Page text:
Texas lawmakers have not been shy from speaking out on President Obama's recent proposal, with some praising it and others harshly criticizing it. On Wednesday, Gov. Rick Perry called for prayer instead of gun restrictions.
"It's business as usual in Texas," said Alice Tripp, legislative director of the Texas State Rifle Association.
At least 20 bills have been filed or proposed by Texas lawmakers on the subject of guns. Here's a roundup of the proposed legislation:
Concealed handguns on college campuses
Some of the bills revive legislative battles from the past. On Thursday, state Sen. Brian Birdwell, R-Granbury, and 13 other co-authors filed Senate Bill 182, which would allow the carrying of concealed weapons on college campuses. Similar bills were defeated during the last two sessions, but Tripp, who lobbies for gun owners, said she was hopeful, noting that in the past, "It's not like there was an overwhelming cry."
"Colleges are predator magnets," she said. "Law enforcement does a wonderful job, but they cannot personally protect 50,000 students."
The bill's detractors, however, are around to fight it again. "Everybody knew that it would never pass," said Marsha McCartney, a volunteer with the Brady Campaign to Prevent Gun Violence. "It's just one step too far for the gun lobby to go." She pointed to what happened in August at the University of Colorado, where administrators announced that a dorm would be set aside for students who wanted to carry concealed handguns, only to find that no students wanted to live there.
Concealed handguns at public schools
Other bills and proposals by Texas lawmakers, however, are likely to spark new debates. Several related to public schools were taken up in the wake of the Newtown shooting. State Rep. Jason Villalba, R-Dallas, has proposed allowing more school teachers to carry concealed weapons. Lt. Gov. David Dewhurst called last week for more firearms training for school employees. State Rep. Dan Huberty, R-Houston has filed HB 223, which would allow school board officials to bring concealed handguns to their meetings. State Rep. Ryan Guillen, D-Rio Grande City, filed HB 507, creating a misdemeanor if a hunter accidentally shoots a gun and the bullet crosses the property line of an "educational facility."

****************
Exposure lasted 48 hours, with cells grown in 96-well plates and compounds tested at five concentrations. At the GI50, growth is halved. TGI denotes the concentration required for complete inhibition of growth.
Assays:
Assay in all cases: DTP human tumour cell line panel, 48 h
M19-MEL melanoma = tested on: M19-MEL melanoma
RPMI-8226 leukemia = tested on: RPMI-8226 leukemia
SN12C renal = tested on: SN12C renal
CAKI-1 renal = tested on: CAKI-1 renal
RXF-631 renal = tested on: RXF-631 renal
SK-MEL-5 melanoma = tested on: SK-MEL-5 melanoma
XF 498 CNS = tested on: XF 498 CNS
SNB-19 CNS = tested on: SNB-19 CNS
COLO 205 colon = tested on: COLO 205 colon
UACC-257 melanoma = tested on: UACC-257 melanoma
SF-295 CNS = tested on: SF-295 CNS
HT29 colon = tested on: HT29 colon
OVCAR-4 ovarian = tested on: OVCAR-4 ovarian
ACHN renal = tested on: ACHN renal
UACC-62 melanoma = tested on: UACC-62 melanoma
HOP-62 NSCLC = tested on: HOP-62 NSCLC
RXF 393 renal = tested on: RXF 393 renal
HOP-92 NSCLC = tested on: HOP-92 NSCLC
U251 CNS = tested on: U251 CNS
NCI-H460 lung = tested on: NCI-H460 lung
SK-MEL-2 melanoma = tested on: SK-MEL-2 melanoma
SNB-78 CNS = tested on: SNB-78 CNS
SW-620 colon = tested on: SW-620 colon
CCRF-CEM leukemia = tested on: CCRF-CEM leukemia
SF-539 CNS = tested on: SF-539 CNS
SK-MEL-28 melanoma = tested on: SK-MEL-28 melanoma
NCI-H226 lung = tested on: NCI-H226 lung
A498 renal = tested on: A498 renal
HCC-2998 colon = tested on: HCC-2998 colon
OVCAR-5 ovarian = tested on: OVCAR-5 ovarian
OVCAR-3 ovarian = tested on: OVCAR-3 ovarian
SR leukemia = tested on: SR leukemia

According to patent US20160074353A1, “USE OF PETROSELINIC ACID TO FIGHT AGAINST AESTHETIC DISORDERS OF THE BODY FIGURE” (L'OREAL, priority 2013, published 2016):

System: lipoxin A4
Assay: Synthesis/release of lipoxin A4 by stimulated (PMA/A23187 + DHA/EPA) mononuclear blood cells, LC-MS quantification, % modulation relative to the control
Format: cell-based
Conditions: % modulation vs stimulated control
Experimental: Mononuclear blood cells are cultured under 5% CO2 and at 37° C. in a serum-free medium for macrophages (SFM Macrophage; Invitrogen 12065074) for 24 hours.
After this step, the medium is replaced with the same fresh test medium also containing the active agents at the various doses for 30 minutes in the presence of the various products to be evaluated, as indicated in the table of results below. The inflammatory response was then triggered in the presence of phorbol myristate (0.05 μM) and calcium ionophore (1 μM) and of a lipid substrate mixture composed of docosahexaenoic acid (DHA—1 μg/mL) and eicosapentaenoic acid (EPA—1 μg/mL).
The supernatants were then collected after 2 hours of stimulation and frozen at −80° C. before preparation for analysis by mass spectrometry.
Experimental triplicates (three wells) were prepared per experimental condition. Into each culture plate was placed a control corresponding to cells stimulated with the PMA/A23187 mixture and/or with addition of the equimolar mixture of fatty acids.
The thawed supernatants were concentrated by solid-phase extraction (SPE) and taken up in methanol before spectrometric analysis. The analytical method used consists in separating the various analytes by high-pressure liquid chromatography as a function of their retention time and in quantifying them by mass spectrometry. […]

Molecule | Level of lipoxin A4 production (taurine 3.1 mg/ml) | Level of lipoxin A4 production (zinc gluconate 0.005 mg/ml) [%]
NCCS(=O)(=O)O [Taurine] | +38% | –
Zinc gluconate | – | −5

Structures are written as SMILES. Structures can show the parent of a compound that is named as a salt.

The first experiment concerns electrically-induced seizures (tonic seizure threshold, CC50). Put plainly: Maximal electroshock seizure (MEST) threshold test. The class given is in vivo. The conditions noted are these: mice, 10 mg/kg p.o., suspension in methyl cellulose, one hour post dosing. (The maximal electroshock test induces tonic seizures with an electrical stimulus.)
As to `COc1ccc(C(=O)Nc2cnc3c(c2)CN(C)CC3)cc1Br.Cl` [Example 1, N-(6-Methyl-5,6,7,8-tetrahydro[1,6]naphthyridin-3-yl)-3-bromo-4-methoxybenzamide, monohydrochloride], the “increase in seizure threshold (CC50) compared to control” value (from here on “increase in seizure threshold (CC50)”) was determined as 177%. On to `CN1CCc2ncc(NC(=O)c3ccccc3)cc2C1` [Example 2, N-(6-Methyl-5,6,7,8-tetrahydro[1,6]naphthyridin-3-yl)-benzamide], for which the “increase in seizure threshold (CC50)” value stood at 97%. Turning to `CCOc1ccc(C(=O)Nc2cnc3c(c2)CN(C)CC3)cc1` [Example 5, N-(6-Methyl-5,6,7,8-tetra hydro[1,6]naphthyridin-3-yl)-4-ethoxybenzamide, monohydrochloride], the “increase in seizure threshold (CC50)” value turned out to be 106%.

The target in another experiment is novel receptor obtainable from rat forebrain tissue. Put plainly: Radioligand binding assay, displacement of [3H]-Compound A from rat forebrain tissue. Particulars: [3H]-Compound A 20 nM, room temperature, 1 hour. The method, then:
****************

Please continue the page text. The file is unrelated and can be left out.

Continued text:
Concealed handgun permits
Multiple bills are concerned with the requirements for carrying a concealed handgun. HB 47 by state Rep. Dan Flynn, R-Van, would decrease the required number of classroom hours for an initial concealed carry license from 10 hours to four hours. Flynn also filed HB 48, which would allow concealed handgun carriers to renew their licenses online. Rep. Van Taylor, R-Plano, has filed HB 158, which would allow concealed carry licenses to be a part of driver's licenses, and HB 153, which would clarify an existing law that makes it illegal to carry a concealed handgun while intoxicated. His bill would bring the definition of "intoxicated" in line with drunken driving laws.
State Rep. Sarah Davis, R-West University Place, has filed HB 485, which would lower the fees for veterans and peace officers when they obtain a license. HB 572, by state Rep. Jason Isaac, R-Dripping Springs, and its companion, SB 164 by Leticia Van de Putte, D-San Antonio, would allow veterans to note their status on the the licenses.
One bill that restricts concealed handgun rights is HB 383, filed by state Rep. Lon Burnam, D-Fort Worth, which would keep Texas residents from using a concealed handgun permit issued by another state
Several other gun-related bills have been filed or proposed. Rep. Eddie Rodriguez, D-Austin, has said he plans to file legislation to require training for buyers of certain guns. Sen. Rodney Ellis, D-Houston, is planning to file a bill to require background checks for purchases at gun shows. HB 333, by state Rep. Ryan Guillen, D-Rio Grande City, would require hotels to let people know when they have a no-firearms policy before they book a stay. Guillen also filed HB 508, which would make it a misdemeanor for a public employee to turn a licensed concealed handgun carrier away from a public building.
And state Rep. John Otto, R-Dayton, has filed a bill, HB 553, calling any federal intrusion on gun rights "unconstitutional." His bill would make it illegal for law enforcement officers in Texas to implement any federal laws "relating to confiscating any firearm, banning any firearm, limiting the size of a magazine for any firearm, imposing any limit on the ammunition that may be purchased for any firearm," "taxing any firearm or ammunition," or "requiring the registration of any firearm or ammunition." State Rep. Steve Toth, R-The Woodlands, has said he would file a similar bill.
Texas Tribune donors or members may be quoted or mentioned in our stories, or may be the subject of them. For a complete list of contributors, click here.